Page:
We then realized that we could apply the same interface to many hardware components—for example, a fan. For certain vendors, the Online() and Offline() functions did nothing, because those vendors didn't support turning a fan off, so we just used the interface to check the status.
type Fan interface {
  Online() error
  Offline() error 
  Status() error
}
Building upon this line of thought, we realized that we could generalize this interface to define a common interface for all hardware components within a device.
type Component interface {
  Online() error
  Offline() error 
  Status() error
}
By structuring the code this way, anyone can add a device from a new vendor. Moreover, anyone can add any type of new component as a library. Once the library implements this common interface, it can be registered as a handler for that specific vendor and component.

Deciding what to automate

The system needed to interact with humans at various stages of the automation. To decide what to automate, we drew a flow chart of the normal human-based repair sequence and drew boxes around stages we believed we could replace with automation. We used the task of replacing a vendor control plane board as an example. Many of the steps have self-explanatory names, but these are definitions of some of the more complex ones:
  • Determine control plane: Find faulty control plane unit.
  • Determine state: Is it the master or the backup? 
  • Copy image to control plane: Copy the appropriate software image to the master control plane.
  • Offline control plane: Send the backup control plane offline.
  • Toggle mastership: Make the replaced control plane the new master.
Figure 1: Manual workflow for replacing a vendor control plane board
When we needed to carry out this workflow, a Google network engineer performed each step in Figure 1, with the exception of pulling out and replacing the failed control plane, which was performed by someone on-site at a data center location.

Once we had defined this task, we created an automated workflow. The goal of the new system was to provide a UI for our hardware engineers in a data center that allowed them to perform one of those operations at a specific time under specific conditions and with various automated safety checks, followed by an entire device audit at the end of the operation. Previously, a human had performed all of these steps, but now a human only needed to perform the step “hardware gets replaced” in Figure 2—the hardware replacement.
Figure 2: Automated workflow for replacing a vendor control plane board
Automation, before and after
Figure 3: High-level system view.
You can see in Figure 3 what the system looked like after automation. Before automating this workflow, there would have been a lot of manual work. When an alert initially came in, an engineer would have stopped traffic to the device, and offlined by hand the bad component. Our network operations center (NOC) team would then work with the vendor—for example, Juniper or Cisco— to get a replacement part on-site. Next, we would file a change request in our change management system, noting the date of the operation.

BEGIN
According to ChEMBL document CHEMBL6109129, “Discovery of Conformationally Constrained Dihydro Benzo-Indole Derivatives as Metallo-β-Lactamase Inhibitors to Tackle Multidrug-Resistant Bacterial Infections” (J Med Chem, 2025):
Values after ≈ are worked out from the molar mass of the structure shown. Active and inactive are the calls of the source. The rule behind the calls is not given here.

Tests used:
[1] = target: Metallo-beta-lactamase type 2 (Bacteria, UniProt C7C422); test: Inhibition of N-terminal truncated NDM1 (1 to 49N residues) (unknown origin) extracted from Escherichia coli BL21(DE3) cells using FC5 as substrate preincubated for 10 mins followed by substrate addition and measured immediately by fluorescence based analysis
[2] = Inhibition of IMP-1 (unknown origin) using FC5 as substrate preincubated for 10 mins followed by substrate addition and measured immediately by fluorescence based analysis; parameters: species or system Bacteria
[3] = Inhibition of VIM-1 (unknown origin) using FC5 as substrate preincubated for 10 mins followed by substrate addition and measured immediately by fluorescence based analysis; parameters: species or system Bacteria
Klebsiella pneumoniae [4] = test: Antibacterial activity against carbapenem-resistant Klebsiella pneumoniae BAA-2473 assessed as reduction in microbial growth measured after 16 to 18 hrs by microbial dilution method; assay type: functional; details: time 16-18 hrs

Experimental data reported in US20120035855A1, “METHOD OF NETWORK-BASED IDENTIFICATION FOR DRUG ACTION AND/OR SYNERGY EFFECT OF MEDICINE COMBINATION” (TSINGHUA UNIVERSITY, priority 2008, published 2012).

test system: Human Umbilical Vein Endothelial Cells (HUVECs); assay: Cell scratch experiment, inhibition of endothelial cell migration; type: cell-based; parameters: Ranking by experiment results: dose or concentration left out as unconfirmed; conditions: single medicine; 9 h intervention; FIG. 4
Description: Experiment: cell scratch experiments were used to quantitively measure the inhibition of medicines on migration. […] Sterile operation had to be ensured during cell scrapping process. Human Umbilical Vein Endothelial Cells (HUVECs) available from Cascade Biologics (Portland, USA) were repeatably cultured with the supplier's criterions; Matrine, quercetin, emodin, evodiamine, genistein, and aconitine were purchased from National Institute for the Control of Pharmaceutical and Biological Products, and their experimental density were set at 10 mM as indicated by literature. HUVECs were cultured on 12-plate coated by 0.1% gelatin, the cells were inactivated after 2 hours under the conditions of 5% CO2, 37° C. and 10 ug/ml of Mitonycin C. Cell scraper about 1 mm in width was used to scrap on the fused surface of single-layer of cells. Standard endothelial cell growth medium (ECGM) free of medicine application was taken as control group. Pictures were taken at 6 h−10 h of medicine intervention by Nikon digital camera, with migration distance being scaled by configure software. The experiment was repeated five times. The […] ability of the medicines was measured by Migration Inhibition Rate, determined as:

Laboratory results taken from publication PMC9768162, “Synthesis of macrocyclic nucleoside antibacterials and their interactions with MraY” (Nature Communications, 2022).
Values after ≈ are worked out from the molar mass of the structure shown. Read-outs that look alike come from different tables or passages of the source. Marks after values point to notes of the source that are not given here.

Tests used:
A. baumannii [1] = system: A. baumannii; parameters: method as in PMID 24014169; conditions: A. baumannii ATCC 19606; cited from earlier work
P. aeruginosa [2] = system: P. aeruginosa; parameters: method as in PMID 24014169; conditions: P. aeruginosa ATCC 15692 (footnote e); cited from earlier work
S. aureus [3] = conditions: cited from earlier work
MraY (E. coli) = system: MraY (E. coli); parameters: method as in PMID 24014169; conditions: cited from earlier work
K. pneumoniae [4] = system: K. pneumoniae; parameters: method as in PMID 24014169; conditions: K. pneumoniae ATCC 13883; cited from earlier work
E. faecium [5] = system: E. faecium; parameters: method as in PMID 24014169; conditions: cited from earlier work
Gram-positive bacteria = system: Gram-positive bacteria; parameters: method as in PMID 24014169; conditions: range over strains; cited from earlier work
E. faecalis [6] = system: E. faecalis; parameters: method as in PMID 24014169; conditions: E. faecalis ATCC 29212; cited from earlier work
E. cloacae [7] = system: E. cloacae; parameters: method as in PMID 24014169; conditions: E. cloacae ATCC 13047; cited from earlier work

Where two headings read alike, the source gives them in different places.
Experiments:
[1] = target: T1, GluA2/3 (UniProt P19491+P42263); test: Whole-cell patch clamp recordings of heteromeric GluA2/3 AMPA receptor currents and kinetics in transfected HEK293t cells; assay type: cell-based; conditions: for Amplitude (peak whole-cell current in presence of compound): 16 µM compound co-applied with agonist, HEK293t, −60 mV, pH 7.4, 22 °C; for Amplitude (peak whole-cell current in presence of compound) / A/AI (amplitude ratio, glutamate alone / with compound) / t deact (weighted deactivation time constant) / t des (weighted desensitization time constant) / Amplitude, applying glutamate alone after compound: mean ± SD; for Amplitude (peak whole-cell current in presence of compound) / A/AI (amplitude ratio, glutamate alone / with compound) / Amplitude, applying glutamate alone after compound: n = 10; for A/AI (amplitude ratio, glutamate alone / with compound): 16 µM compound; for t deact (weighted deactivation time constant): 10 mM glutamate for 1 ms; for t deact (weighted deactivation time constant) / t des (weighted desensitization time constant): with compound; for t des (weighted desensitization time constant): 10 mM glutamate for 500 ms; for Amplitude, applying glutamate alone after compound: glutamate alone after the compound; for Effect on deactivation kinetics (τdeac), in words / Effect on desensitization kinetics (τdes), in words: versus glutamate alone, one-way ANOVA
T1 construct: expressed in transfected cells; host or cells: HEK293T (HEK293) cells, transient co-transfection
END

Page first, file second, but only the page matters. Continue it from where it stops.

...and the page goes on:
On the day of the operation:
  • The data center technician would click “start” on the change management system to begin the repair.
  • Our system picks up this change and is ready to begin the repair.
  • The technician clicks “start” on our UI.
  • An “offline” state machine starts proceeding through the various steps to take the component offline safely.
  • The UI notifies the user each step of the way.
  • Once the state machine has completed, it notifies the technician, who can safely replace the component.
  • Once the component is replaced and re-cabled, the technician returns to the UI and begins the “online” state machine, which safely returns the component into production.
When we reviewed our original automation design, we noticed there would be a lot of work involved in building the various systems needed to implement the automated workflow. To facilitate collaboration, we created ticket items for each component of the system, so multiple engineers could work on the project in parallel.

Automation lessons learned

We used an iterative approach in our planning and execution. We first focused on replacing the line card for one vendor, then moved on to multiple vendors and multiple components. Due to the modular design of the code base and the interacting systems, adding more modules and scaling the code horizontally was easy. 

For example, adding a new library that handled fan replacements meant simply creating the code to handle this and ensuring it implemented the above interface. Then it registered itself in the main function.